UPC Renewables, a leading global renewable energy developer, has announced it will build two wind farm projects in the northwest of Tasmania that will have an aggregate capacity of up to 1,000 megawatts.
The announcement was made late last week, in conjunction with the Hammond family, who own Robbins Island and other lands near Smithton on the north-west coast of Tasmania. UPC Renewables will build two wind farms, one on Robbins Island and another on nearby Jims Plain, with a combined output of between 600 and 1,000 megawatts (MW).
“The Robbins Island project itself is a very large isolated site and, together with Jims Plain, have some of the best proven wind resources in the world,” said Andy Rohner, CEO of UPC Renewables Australia. “Once built, it will complement the Prime Minister’s recently announced strategy for Tasmanian Wind and Hydro systems to act as south-east Australia’s renewable energy battery and is close to the Australian Energy Market Operator’s proposed entry point for a second interconnector between Tasmania and Victoria.”
Specifically, in April, Australian Prime Minister Malcolm Turnbull, along with Tasmania’s Premier, Will Hodgman, announced their intention to expand the Tasmanian Hydro System, which in turn would “underpin additional wind investment” in Tasmania. The Australian Renewable Energy Agency (ARENA) will therefore work with Hydro Tasmania to explore the possibility of building new pumped hydro energy storage schemes across the state, which could deliver up to 2,500 MW of storage capacity for the larger Australian National Electricity Market. This will allow for the realization of the Hodgman Government’s desire to see Tasmania “become the renewable energy battery for Australia.”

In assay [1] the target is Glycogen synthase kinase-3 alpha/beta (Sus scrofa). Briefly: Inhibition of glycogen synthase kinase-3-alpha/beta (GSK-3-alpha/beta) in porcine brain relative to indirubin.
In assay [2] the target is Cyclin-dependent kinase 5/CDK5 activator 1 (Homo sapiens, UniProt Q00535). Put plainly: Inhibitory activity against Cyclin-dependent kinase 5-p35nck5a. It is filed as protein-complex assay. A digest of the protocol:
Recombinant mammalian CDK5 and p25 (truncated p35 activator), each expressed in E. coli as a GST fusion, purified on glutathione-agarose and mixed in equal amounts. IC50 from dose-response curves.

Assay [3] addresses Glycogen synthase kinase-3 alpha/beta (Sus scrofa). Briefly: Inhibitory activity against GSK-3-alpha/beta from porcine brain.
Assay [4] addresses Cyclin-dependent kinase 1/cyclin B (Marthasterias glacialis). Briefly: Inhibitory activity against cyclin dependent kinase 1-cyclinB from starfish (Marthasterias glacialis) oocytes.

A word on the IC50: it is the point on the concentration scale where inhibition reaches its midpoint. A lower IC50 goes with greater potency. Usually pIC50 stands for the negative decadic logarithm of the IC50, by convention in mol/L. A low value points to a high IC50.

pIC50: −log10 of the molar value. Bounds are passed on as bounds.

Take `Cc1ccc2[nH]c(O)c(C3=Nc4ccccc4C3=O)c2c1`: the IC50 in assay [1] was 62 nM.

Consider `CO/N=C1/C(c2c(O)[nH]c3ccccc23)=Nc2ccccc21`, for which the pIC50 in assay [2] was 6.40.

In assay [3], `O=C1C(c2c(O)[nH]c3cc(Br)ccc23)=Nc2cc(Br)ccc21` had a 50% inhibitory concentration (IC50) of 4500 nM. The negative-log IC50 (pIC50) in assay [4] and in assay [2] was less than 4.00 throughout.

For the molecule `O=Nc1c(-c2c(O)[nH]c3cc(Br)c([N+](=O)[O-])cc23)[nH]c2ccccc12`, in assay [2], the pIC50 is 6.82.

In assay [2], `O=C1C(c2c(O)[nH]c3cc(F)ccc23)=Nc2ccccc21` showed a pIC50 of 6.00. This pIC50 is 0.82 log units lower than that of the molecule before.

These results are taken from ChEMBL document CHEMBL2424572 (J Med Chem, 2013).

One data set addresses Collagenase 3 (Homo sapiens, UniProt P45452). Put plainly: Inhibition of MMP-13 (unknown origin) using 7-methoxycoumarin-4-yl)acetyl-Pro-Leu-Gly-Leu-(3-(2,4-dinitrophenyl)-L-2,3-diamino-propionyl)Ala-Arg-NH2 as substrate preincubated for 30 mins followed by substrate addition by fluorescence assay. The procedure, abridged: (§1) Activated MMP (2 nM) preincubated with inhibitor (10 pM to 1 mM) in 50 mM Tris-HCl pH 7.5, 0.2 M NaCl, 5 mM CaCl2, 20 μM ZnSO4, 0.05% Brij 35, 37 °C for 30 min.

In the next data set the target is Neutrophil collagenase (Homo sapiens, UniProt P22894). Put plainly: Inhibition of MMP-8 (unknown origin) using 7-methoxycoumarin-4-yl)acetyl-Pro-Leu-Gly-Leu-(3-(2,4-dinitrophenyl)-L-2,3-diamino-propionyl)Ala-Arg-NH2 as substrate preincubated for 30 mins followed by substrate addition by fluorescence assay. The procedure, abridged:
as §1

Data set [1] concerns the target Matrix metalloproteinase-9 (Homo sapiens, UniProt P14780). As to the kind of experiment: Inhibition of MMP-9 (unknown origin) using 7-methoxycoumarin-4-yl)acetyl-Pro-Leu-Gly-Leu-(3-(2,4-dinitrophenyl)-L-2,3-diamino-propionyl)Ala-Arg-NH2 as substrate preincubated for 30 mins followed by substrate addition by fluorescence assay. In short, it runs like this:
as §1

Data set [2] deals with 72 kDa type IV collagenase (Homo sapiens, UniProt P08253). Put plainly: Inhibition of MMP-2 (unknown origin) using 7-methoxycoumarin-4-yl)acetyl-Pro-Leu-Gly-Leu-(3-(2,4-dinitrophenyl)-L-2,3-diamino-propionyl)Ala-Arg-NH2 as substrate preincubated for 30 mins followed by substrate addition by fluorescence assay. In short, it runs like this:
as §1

In addition to the new UPC Renewables projects, a feasibility study has also been initiated into connecting directly into the Victorian (Tasmania’s northern neighbor, separated by the Bass Strait) electricity grid. The new Robbins Island wind farm will also necessitate a second Basslink cable and will create some 250 jobs through the construction phase, and more than 50 jobs during operation.
“The Robbins Island and Jims Plain projects, together with Tasmania’s hydro assets and other new renewable energy projects, will assist in making a second interconnector a dispatchable and significant renewable energy generator into the National Electricity Market,” continued Rohner.
The $1.2 billion project is just the latest wind energy project initiated in Tasmania, following the announcement between Aurora Energy and Goldwind to develop the 144 MW Wild Cattle Hill Wind Farm in Tasmania’s Central Highlands. Construction of the project, made up of 49 wind turbines, is expected to begin later this year at a price of $300 million.
“The project is expected to employ more than 150 people during construction and have up to 10 permanent maintenance staff when fully operational in 2020,” said Goldwind Australia Managing Director John Titchen (PDF). “We are particularly excited to have reached this stage of the project given our long interest in developing a project of this nature in Tasmania.”
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